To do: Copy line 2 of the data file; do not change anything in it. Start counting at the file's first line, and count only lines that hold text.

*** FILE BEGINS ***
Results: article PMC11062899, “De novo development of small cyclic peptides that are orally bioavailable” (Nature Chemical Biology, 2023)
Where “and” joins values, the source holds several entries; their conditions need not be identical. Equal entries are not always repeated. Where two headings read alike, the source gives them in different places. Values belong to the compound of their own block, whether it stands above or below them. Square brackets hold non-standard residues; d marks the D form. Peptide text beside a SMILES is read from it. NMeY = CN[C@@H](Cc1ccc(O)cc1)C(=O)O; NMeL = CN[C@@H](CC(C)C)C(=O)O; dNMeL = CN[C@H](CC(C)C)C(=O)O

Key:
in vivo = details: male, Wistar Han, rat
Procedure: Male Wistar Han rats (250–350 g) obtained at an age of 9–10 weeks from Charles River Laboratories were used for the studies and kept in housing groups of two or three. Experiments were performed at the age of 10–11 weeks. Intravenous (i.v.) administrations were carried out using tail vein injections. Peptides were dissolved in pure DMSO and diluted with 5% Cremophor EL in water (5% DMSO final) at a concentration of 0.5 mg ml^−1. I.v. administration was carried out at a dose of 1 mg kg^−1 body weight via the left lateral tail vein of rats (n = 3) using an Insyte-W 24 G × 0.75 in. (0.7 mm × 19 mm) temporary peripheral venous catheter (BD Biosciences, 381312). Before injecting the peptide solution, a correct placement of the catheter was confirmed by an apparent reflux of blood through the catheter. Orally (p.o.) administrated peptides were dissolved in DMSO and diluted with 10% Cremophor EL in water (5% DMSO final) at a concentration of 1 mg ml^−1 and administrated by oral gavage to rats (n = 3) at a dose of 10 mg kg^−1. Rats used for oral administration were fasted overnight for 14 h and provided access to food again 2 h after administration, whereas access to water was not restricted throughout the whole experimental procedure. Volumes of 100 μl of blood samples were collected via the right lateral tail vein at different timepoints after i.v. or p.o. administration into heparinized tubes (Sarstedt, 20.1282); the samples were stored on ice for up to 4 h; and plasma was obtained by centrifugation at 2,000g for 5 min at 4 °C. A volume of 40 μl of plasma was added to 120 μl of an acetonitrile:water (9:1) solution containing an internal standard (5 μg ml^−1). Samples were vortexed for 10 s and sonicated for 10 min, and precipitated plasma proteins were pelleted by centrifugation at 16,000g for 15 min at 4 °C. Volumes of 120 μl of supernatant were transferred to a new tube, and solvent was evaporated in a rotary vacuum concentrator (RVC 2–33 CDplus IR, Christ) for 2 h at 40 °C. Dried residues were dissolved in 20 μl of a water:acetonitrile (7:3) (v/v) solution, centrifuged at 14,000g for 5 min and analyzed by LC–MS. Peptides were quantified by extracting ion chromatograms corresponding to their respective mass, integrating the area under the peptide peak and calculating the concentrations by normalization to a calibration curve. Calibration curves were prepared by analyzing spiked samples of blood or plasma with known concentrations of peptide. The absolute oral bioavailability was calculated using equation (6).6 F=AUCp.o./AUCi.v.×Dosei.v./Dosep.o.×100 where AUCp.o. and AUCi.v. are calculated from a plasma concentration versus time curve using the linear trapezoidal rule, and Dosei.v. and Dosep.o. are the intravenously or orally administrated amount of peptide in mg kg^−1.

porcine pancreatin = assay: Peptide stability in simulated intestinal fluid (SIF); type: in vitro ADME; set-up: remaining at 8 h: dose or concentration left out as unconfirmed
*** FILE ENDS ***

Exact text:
Where “and” joins values, the source holds several entries; their conditions need not be identical. Equal entries are not always repeated. Where two headings read alike, the source gives them in different places. Values belong to the compound of their own block, whether it stands above or below them. Square brackets hold non-standard residues; d marks the D form. Peptide text beside a SMILES is read from it. NMeY = CN[C@@H](Cc1ccc(O)cc1)C(=O)O; NMeL = CN[C@@H](CC(C)C)C(=O)O; dNMeL = CN[C@H](CC(C)C)C(=O)O